Smile. You’ve LANDED in Brazil.
As the world’s fifth largest country, Brazil dominates nearly half of South America. With a land area of over five million square miles, it spans four time zones and surpasses the size of the contiguous 48 United States. Brazil’s territory boasts diverse topography, including mountains, plains, rainforests, islands, and a stunning 4,600-mile-long Atlantic coastline lined with white and golden beaches.
READ GABRIELA, CLOVE & CINNAMON
SIP & TASTE CAIPIRINHA & FEIJOADA
EXPERIENCE ENDLESS BEACHES OF BAHIA
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Where to go in Brazil
Adventures you can’t Miss
LANDED provides personalized, custom travel within Central America, South America, and the Antarctic. We’ll create a unique itinerary plan tailored to your interests and dreams. Experience the trip of a lifetime. Speak with one of our expert travel planners today at 801.582.2100.
Luxury accommodations in Brazil
Brazil’s hospitality scene is as diverse and captivating as its landscapes. Whether you’re looking for a cosmopolitan retreat in the heart of a bustling city or a serene escape nestled amidst verdant vines, Brazil boasts an array of luxury accommodations to enhance your travel experience.
Reserva do Ibitipoca
Hotel das Cataratas
Rio de Janeiro
Albums & Stories
We have meticulously curated an exquisite collection of all the essential information and sought-after insights to help you envision Brazil as your ultimate luxury travel destination. Whether you seek refined tips, exclusive packing lists, captivating interviews, or awe-inspiring photographs, our comprehensive compilation encapsulates everything about this remarkable country.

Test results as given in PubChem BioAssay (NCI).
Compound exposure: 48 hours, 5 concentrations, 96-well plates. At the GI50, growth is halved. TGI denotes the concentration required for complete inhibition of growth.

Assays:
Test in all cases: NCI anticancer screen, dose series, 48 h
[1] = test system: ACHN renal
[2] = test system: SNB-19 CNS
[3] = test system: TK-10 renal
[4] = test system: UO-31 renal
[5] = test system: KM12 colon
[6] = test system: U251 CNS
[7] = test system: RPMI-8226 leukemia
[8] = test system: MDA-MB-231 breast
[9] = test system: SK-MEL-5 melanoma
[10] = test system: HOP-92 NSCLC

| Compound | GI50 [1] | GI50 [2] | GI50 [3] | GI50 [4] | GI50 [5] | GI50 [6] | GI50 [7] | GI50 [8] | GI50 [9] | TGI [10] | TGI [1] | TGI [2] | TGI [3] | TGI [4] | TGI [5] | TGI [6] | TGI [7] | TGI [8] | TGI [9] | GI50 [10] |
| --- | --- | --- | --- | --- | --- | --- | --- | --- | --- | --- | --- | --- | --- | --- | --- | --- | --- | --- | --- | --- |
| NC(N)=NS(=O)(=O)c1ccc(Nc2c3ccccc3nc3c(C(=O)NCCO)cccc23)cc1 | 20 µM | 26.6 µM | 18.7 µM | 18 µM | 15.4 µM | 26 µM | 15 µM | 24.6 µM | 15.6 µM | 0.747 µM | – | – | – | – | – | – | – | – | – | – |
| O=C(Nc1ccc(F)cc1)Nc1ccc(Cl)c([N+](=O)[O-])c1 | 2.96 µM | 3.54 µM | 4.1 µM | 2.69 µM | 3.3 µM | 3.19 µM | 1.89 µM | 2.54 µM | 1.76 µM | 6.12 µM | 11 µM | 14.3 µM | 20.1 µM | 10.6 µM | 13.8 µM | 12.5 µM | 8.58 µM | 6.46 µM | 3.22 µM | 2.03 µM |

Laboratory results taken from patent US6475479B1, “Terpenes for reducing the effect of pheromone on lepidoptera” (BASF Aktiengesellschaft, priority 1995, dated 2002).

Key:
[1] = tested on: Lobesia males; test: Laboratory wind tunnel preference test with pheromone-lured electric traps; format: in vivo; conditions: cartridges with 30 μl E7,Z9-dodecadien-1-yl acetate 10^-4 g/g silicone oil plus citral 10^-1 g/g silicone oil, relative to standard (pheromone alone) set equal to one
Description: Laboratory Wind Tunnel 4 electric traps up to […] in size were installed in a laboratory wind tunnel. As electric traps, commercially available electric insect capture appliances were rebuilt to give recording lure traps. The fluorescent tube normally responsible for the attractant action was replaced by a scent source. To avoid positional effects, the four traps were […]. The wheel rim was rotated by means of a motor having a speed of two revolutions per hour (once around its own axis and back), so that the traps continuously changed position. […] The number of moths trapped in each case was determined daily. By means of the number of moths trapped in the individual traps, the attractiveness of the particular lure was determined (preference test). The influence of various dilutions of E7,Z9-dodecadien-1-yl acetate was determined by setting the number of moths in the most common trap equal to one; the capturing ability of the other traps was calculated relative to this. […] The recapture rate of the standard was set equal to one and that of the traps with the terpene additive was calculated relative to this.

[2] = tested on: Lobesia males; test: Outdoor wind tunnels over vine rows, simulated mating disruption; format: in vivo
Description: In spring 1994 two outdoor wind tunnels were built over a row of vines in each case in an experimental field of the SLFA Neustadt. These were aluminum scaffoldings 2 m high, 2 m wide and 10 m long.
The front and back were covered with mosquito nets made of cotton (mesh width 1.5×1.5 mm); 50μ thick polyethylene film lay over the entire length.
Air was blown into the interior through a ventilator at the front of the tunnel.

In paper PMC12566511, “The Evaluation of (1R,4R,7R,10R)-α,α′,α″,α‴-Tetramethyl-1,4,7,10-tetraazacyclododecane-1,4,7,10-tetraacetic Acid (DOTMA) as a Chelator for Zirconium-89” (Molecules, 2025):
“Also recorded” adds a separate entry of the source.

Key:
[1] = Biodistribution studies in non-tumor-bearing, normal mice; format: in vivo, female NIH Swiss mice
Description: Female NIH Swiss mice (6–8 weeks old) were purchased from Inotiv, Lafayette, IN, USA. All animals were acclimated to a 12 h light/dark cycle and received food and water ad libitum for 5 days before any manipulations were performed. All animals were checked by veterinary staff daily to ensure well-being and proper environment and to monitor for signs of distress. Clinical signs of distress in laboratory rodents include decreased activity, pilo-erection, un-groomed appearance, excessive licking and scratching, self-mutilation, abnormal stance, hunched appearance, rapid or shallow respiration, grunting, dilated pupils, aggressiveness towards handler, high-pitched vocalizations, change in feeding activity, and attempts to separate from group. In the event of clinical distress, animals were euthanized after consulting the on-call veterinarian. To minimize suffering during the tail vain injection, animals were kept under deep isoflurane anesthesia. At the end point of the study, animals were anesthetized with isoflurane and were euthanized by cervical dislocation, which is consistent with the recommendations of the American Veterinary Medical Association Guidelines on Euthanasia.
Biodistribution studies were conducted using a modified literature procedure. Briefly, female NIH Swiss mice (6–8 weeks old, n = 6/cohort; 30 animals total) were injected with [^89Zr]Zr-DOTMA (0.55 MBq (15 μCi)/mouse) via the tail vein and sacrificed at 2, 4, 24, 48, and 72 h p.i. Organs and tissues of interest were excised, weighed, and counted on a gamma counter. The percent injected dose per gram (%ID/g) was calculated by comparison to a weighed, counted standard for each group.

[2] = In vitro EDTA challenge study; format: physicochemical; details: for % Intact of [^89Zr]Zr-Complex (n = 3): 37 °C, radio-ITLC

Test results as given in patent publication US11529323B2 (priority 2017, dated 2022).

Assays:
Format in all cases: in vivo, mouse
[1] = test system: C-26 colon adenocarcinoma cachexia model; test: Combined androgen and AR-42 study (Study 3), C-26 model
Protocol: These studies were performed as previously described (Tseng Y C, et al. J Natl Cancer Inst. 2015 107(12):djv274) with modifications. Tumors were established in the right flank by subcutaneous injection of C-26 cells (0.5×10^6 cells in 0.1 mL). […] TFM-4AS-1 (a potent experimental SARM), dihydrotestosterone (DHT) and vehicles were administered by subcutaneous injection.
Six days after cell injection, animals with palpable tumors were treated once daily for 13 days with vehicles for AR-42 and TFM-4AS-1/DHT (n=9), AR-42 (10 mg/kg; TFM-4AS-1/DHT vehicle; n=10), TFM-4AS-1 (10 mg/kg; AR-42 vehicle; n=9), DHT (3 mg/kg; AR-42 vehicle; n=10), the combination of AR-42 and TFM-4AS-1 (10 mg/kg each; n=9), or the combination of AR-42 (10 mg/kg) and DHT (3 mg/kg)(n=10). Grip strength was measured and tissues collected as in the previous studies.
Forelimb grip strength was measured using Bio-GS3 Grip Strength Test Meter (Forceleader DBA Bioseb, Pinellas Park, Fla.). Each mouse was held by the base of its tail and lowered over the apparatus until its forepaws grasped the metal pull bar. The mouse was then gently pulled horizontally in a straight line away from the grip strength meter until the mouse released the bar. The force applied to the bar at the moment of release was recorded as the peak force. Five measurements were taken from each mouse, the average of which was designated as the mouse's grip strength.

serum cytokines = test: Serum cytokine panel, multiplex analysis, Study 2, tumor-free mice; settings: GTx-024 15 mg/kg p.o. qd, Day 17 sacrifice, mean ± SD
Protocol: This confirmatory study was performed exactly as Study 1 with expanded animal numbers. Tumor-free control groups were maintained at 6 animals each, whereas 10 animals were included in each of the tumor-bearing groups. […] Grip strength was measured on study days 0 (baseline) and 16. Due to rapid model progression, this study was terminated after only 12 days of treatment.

What is the best time to visit Brazil?
Wondering about the best time to visit Brazil? It’s a question that deserves careful consideration of the location, seasonal climate, and popularity with other travelers.
In general, the warmest months (December to March) are also the wettest. The winter season months of May to September tend to have fewer visitors, good climate, and better values. Many of our clients go back year after year; Brazil tends to leave visitors with a strong sense of saudade – nostalgic longing to return.
What language is spoken in Brazil?
About 5% of Brazil’s population has some knowledge of English, and only 1% speak it fluently. English is spoken more often in locations frequented by foreign visitors or larger cities. LANDED can offer bilingual guide services to ensure you don’t miss a single detail of the rich cultural information shared during your travels.
Besides Portuguese, more than 160 languages and dialects are spoken by the Indigenous peoples in Brazil today.
What should I pack for Brazil?
Still, here are some essentials to help you get started:
- Passport. Lock the original in the hotel safe and keep a copy (say, a photo of the passport’s photo page) with you at all times.
- US cash in small denominations (clean, un-torn bills). These are widely accepted as tips. Local currency can be obtained at hotels and through ATMs.